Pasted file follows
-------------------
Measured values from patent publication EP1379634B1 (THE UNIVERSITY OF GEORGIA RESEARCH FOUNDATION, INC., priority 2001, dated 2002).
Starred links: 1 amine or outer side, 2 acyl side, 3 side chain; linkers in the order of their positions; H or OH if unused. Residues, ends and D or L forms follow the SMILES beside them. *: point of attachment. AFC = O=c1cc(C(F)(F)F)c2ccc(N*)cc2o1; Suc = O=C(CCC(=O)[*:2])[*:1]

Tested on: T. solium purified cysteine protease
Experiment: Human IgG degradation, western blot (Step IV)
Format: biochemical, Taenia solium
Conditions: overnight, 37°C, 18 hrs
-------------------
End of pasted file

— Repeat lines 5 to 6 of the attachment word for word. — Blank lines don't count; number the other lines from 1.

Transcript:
Format: biochemical, Taenia solium
Conditions: overnight, 37°C, 18 hrs